Here is the masterful Zero Mostel performance:


Burstein's value came in the second act, when he had to make truly difficult decisions about his family, faith, and future. I know I wasn't the only one sobbing during "Chava's Dream," especially the moment when he pulls a curtain past her. But I do wish Burstein had been allowed to be more larger than life because the one time he hammed it up, he stopped the show. Teyve's Dream (above) was by far the biggest audience hit of the night. It was surreal, funny, and Burstein was obviously having fun playing to the audience.

Jessica Hecht as Golde tried this odd Russian accent that didn't really work, but otherwise she was an excellent Golde. Not the most pleasant voice, but she's exactly what you'd expect Golde to be like -- stern, careworn, loving. Her brief reunion with Chava at the end of the show caused another crying jag. An understudy sang for Tzeitel but in general Tevye's daughters and their suitors were all well-cast, with special plaudits for Samantha Massell's spirited Hodel, Adam Kantor's Motel and Ben Rappaport's Perchik. Alix Korney (Yente) and Adam Dannheiser (Lazar) the butcher were the only ones who really embraced the larger than life vaudeville schtick, and the audience response to their punchlines was consistent.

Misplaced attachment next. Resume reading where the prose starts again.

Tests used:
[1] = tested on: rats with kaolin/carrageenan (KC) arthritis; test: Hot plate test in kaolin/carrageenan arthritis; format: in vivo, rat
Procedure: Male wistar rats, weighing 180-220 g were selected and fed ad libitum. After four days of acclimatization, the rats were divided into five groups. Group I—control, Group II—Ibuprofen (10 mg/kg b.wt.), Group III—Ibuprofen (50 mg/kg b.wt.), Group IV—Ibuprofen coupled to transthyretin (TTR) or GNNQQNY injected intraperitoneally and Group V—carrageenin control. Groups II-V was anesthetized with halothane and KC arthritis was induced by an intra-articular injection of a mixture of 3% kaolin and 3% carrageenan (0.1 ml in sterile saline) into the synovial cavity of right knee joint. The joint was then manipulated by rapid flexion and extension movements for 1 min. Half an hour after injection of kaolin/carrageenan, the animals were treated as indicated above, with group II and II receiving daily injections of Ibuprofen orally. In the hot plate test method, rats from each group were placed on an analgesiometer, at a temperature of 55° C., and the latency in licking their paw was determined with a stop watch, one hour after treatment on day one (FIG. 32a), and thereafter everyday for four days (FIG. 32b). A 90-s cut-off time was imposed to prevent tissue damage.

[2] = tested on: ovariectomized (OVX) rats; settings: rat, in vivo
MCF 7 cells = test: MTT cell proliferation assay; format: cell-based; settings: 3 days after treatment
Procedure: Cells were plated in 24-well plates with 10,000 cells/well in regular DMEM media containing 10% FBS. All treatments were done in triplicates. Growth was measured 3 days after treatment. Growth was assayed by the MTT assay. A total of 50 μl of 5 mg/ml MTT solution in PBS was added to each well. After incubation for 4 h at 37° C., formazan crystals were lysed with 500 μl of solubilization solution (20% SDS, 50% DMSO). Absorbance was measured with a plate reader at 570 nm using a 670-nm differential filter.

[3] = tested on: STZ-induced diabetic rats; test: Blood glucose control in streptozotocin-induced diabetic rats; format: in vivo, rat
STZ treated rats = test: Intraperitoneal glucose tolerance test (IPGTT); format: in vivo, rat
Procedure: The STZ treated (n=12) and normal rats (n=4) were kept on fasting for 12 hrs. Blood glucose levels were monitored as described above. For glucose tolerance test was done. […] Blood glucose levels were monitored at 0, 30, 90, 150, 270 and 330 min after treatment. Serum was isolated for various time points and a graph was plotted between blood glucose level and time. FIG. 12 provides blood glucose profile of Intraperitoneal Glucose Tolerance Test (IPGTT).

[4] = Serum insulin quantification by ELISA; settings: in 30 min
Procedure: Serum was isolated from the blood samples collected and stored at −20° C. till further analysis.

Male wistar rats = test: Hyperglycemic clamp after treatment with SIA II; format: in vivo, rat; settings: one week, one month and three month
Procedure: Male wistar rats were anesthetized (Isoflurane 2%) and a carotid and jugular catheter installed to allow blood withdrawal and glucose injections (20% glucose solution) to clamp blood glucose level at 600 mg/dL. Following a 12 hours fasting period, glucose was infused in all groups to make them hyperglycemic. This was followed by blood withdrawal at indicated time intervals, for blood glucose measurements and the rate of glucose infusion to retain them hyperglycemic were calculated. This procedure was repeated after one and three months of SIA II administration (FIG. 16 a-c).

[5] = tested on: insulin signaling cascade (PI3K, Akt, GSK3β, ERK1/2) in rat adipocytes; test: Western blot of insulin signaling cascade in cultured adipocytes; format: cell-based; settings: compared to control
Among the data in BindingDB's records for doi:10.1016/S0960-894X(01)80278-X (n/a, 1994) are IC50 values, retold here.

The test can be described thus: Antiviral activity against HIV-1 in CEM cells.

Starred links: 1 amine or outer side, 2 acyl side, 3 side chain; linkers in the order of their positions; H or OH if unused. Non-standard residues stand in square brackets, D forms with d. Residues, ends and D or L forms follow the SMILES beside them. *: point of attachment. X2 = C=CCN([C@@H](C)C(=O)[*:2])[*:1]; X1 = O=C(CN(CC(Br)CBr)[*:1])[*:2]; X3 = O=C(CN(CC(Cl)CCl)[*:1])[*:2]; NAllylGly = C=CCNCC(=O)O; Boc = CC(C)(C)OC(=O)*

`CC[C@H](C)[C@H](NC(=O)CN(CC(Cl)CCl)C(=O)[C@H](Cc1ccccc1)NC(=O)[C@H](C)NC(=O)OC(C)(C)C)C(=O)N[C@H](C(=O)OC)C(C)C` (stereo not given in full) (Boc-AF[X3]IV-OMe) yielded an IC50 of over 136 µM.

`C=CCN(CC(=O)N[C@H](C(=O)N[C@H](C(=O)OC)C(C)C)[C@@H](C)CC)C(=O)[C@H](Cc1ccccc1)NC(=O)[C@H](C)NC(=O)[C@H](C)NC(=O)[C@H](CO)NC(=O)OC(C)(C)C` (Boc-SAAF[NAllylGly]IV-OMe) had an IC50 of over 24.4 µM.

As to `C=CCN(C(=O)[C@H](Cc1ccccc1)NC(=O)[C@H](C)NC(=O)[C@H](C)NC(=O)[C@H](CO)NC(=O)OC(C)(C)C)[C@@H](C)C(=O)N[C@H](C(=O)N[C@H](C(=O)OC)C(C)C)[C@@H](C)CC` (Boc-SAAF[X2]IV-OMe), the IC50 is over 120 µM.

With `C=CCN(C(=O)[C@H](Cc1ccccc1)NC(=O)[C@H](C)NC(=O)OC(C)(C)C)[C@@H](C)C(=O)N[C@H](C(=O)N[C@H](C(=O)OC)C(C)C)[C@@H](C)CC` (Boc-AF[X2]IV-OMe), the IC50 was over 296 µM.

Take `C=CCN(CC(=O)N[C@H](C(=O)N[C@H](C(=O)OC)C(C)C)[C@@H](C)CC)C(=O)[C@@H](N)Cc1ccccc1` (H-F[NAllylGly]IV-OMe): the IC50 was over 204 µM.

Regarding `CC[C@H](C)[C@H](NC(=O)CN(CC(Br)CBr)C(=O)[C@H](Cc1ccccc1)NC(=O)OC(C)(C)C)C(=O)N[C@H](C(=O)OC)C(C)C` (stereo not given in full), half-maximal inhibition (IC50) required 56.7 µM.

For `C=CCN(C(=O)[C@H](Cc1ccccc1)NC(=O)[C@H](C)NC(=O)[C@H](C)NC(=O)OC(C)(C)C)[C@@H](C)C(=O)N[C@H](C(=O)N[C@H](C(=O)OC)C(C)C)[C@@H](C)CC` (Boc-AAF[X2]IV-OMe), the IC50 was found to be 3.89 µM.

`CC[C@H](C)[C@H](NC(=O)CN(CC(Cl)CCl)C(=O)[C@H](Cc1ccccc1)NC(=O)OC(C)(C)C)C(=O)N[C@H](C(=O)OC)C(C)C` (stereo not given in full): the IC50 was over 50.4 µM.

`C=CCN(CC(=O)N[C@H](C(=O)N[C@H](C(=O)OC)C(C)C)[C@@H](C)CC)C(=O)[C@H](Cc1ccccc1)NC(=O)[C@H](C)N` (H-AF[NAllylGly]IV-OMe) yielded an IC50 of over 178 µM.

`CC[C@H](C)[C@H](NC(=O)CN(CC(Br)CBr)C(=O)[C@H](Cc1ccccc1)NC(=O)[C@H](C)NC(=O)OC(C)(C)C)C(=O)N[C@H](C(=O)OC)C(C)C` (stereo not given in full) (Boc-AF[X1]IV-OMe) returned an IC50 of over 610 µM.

Sabbath Prayer, photo by Joan Marcus